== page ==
Mouse eats into wine exports

GREG NINNESS
Last updated 14:41 26/02/2014

Relevant offers

Agribusiness

Marlborough celebrates International Sauvignon Blanc Day Ski-loving Dukes take merino business off-piste into fresh glove territory Teen is an old hand at growing red onions Imports needed to replace veggie growing land consumed by urban sprawl Imported feed blamed for velvetleaf outbreak in maize crops Ploughman still at top of his game after half a century of competing Marlborough District Council moves to monitor vineyard spray drift Marlborough wine company Jackson Estate turns earth on long-awaited winery Volkswagen powers up new Amarok ute Cranky goats milk produces cheerful cheese in Marlborough Sounds

Rural lender Rabobank has admitted it got its figures wrong in a report about this country's wine exports.

This month's Rabobank Wine Quarterly report, which covers international wine trends and is widely circulated within the wine industry, stated the value of New Zealand's wine exports in the 10 months to October last year were 2.9 per cent ahead of the same period in 2012, with the volume up 10.3 per cent.

That gave the impression New Zealand was exporting more wine, but winemakers were on average getting less per litre for it.

The report caused confusion within the industry because Statistics New Zealand's trade figures showed wine export volumes were down in the 10 months to August, suggesting winemakers were actually receiving more per litre of exports, not less as the Rabobank report implied.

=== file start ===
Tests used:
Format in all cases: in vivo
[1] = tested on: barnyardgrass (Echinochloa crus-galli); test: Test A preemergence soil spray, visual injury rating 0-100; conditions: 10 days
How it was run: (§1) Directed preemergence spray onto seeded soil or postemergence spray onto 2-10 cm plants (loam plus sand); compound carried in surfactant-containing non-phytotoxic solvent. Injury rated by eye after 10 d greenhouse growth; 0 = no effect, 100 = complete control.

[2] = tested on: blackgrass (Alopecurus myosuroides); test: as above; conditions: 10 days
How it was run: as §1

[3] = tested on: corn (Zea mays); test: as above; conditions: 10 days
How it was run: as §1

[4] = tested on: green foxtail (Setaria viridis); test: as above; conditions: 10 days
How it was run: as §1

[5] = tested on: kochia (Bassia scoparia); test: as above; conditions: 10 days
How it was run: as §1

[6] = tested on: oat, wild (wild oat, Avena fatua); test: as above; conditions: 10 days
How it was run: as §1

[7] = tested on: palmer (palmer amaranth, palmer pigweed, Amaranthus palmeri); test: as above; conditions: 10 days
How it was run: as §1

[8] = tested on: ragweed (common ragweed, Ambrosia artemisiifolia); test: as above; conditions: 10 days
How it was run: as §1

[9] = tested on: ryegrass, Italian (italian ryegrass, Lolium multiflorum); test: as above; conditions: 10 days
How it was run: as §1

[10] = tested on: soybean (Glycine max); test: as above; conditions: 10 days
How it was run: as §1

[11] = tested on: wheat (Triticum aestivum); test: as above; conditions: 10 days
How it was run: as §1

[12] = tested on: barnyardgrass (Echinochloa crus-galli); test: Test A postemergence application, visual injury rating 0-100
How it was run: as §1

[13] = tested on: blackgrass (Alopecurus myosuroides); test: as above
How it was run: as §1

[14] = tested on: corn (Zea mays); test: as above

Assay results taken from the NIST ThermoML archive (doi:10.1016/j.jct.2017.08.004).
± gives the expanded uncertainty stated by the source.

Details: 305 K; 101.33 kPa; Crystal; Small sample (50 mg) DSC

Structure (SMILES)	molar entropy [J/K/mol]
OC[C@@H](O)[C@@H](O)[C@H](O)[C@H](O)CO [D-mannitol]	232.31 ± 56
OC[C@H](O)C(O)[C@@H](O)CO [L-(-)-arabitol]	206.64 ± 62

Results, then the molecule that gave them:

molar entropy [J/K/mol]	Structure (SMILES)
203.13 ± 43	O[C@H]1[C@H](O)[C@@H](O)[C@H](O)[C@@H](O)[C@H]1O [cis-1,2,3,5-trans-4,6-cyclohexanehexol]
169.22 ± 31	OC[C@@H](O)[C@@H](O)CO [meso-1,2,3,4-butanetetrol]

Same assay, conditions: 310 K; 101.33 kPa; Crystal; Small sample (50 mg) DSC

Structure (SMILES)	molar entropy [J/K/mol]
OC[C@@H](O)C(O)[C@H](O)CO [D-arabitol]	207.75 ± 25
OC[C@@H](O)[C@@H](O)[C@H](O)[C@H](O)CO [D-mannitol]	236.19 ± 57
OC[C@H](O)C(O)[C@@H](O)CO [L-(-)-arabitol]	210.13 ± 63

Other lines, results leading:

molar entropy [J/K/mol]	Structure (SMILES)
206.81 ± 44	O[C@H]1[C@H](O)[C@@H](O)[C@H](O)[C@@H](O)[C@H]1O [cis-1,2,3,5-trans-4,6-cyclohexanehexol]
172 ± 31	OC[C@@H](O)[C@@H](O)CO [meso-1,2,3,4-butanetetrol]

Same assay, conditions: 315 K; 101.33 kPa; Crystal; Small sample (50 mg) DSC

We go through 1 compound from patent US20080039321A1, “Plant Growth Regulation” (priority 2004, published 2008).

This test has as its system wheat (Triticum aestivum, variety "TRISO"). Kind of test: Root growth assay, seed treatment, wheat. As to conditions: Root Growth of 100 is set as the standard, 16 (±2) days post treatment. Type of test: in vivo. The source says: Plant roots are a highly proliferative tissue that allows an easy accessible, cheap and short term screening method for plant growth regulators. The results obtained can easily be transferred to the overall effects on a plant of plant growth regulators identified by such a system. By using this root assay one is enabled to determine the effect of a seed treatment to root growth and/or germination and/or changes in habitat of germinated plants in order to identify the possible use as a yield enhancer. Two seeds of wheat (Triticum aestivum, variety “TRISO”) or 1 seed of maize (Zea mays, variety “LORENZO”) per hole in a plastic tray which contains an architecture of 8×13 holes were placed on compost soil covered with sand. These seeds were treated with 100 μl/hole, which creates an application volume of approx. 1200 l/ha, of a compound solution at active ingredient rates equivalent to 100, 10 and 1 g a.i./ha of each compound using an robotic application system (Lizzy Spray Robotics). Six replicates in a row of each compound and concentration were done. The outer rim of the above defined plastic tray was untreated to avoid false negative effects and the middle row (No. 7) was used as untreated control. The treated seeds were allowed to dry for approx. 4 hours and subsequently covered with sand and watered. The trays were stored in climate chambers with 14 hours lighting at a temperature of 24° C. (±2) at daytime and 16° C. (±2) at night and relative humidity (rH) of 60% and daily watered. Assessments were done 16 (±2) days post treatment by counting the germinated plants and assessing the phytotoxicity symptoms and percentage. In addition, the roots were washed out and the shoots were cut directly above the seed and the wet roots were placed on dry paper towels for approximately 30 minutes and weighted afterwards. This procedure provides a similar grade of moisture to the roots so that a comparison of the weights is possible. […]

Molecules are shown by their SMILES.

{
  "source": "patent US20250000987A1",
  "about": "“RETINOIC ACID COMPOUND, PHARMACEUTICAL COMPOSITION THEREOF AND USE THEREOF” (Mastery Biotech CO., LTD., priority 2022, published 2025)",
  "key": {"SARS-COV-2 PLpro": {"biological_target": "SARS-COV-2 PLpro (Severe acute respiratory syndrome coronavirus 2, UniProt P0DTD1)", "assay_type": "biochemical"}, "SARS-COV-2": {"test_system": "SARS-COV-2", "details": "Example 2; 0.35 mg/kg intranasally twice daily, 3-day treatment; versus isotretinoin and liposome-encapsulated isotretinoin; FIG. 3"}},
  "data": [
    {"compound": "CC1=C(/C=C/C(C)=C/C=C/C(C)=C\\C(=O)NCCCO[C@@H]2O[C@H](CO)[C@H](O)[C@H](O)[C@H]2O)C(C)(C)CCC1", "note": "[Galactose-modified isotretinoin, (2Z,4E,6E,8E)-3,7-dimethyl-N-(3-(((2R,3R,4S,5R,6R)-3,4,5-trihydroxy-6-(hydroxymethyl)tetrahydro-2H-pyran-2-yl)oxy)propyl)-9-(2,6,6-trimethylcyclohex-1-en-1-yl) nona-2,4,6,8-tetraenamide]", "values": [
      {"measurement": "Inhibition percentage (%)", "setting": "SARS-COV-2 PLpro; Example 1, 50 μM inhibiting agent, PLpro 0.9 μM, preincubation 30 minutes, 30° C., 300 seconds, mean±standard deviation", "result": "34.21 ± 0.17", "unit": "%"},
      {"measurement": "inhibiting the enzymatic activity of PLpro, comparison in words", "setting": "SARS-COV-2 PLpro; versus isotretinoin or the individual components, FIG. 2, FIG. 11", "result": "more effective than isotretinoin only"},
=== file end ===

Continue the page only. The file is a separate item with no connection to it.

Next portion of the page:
Rabobank has now admitted it got its export volume numbers wrong.

Rabobank senior analyst Marc Soccio said "a slip of the mouse" when compiling the figures meant the Wine Quarterly Report compared export volume figures for 11 months of 2013 with 10 months of 2012.

The correct figures should have shown export volumes for the 10 months to October declined by 1.2 per cent compared to the corresponding period of 2012.

"I apologise for the confusion," Soccio said.

"The true change in volume is down. It was our error."

However there has been a turnaround in wine exports since then, with export volumes rising towards the end of last year, thanks to the greater volume of wine produced from last year's record vintage.

NZ Winegrowers chief executive Philip Gregan said wine export volumes and values were both now rising and he expected that trend to continue over the next six months.

At this stage the outlook for this year's vintage also looked promising.

"It's been a great growing season," Gregan said.

"In terms of ripening, the weather's been great over the last month, so it's looking good."

Ad Feedback

- Fairfax Media

Special offers

Featured Promotions

Sponsored Content